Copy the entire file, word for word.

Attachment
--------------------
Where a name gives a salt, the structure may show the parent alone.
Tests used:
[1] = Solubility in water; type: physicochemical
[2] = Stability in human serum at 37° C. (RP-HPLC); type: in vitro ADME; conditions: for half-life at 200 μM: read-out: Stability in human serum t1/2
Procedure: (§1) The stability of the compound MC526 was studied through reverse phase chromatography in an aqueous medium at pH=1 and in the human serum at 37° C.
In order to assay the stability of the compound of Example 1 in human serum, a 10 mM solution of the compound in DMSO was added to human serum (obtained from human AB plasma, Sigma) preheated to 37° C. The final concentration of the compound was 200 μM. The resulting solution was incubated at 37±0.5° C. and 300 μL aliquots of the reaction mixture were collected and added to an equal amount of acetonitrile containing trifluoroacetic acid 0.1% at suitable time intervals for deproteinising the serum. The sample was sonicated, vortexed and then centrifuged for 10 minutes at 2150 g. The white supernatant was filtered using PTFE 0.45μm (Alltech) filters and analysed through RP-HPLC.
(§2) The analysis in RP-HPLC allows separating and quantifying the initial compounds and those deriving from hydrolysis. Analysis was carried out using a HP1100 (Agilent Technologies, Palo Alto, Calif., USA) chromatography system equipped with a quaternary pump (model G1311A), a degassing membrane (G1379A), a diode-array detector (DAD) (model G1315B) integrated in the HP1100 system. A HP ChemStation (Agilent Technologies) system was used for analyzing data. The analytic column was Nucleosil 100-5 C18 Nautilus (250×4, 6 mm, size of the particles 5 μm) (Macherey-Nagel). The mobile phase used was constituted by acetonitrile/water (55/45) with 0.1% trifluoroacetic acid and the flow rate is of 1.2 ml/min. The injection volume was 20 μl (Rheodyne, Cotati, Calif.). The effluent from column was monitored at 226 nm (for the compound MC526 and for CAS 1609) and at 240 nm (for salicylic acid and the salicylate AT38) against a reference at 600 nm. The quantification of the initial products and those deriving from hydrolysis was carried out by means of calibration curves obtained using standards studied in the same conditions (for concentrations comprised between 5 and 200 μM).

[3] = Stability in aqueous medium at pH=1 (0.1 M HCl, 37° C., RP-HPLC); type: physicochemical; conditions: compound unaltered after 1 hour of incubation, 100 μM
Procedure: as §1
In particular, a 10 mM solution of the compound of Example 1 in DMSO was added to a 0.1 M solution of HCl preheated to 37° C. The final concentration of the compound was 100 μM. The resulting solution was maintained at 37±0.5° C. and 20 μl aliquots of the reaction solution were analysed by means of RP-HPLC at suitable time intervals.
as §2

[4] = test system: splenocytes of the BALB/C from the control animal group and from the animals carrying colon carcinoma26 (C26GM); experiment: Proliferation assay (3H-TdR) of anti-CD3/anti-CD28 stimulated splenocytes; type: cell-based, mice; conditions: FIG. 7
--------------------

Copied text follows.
Where a name gives a salt, the structure may show the parent alone.
Tests used:
[1] = Solubility in water; type: physicochemical
[2] = Stability in human serum at 37° C. (RP-HPLC); type: in vitro ADME; conditions: for half-life at 200 μM: read-out: Stability in human serum t1/2
Procedure: (§1) The stability of the compound MC526 was studied through reverse phase chromatography in an aqueous medium at pH=1 and in the human serum at 37° C.
In order to assay the stability of the compound of Example 1 in human serum, a 10 mM solution of the compound in DMSO was added to human serum (obtained from human AB plasma, Sigma) preheated to 37° C. The final concentration of the compound was 200 μM. The resulting solution was incubated at 37±0.5° C. and 300 μL aliquots of the reaction mixture were collected and added to an equal amount of acetonitrile containing trifluoroacetic acid 0.1% at suitable time intervals for deproteinising the serum. The sample was sonicated, vortexed and then centrifuged for 10 minutes at 2150 g. The white supernatant was filtered using PTFE 0.45μm (Alltech) filters and analysed through RP-HPLC.
(§2) The analysis in RP-HPLC allows separating and quantifying the initial compounds and those deriving from hydrolysis. Analysis was carried out using a HP1100 (Agilent Technologies, Palo Alto, Calif., USA) chromatography system equipped with a quaternary pump (model G1311A), a degassing membrane (G1379A), a diode-array detector (DAD) (model G1315B) integrated in the HP1100 system. A HP ChemStation (Agilent Technologies) system was used for analyzing data. The analytic column was Nucleosil 100-5 C18 Nautilus (250×4, 6 mm, size of the particles 5 μm) (Macherey-Nagel). The mobile phase used was constituted by acetonitrile/water (55/45) with 0.1% trifluoroacetic acid and the flow rate is of 1.2 ml/min. The injection volume was 20 μl (Rheodyne, Cotati, Calif.). The effluent from column was monitored at 226 nm (for the compound MC526 and for CAS 1609) and at 240 nm (for salicylic acid and the salicylate AT38) against a reference at 600 nm. The quantification of the initial products and those deriving from hydrolysis was carried out by means of calibration curves obtained using standards studied in the same conditions (for concentrations comprised between 5 and 200 μM).

[3] = Stability in aqueous medium at pH=1 (0.1 M HCl, 37° C., RP-HPLC); type: physicochemical; conditions: compound unaltered after 1 hour of incubation, 100 μM
Procedure: as §1
In particular, a 10 mM solution of the compound of Example 1 in DMSO was added to a 0.1 M solution of HCl preheated to 37° C. The final concentration of the compound was 100 μM. The resulting solution was maintained at 37±0.5° C. and 20 μl aliquots of the reaction solution were analysed by means of RP-HPLC at suitable time intervals.
as §2

[4] = test system: splenocytes of the BALB/C from the control animal group and from the animals carrying colon carcinoma26 (C26GM); experiment: Proliferation assay (3H-TdR) of anti-CD3/anti-CD28 stimulated splenocytes; type: cell-based, mice; conditions: FIG. 7